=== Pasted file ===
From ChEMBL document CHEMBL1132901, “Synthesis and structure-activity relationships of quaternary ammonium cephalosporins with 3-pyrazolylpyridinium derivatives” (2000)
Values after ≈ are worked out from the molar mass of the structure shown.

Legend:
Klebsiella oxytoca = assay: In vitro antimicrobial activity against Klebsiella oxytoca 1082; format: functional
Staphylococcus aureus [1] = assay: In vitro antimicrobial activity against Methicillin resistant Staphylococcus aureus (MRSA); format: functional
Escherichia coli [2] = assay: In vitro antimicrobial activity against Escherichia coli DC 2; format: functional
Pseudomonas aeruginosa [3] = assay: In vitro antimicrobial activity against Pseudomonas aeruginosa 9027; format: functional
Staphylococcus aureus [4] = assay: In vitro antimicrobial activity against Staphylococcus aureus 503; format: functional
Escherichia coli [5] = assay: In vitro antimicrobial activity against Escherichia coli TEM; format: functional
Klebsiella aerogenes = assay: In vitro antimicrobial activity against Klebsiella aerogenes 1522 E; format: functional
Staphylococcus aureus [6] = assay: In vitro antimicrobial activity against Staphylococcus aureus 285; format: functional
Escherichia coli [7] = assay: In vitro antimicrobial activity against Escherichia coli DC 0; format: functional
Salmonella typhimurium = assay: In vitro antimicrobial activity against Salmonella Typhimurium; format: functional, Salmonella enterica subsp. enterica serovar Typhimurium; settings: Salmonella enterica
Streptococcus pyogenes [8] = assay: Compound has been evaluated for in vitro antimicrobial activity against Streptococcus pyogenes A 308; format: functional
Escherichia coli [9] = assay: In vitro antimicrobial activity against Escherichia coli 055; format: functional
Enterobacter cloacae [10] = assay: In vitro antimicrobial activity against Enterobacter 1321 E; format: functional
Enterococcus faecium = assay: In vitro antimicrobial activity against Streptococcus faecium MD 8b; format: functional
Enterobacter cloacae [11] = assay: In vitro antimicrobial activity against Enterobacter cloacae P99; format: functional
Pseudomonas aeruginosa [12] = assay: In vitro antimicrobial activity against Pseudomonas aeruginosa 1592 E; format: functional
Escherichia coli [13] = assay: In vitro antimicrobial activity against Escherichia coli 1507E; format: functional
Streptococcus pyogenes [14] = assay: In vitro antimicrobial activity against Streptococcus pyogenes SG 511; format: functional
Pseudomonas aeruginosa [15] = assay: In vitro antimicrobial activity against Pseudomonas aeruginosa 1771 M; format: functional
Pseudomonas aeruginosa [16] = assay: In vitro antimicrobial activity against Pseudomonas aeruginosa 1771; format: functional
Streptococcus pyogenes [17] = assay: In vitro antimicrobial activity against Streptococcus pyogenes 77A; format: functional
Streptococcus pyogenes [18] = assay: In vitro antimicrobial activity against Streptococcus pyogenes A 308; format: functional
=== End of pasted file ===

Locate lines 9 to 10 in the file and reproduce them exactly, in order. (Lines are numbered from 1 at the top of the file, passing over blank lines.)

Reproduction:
Escherichia coli [5] = assay: In vitro antimicrobial activity against Escherichia coli TEM; format: functional
Klebsiella aerogenes = assay: In vitro antimicrobial activity against Klebsiella aerogenes 1522 E; format: functional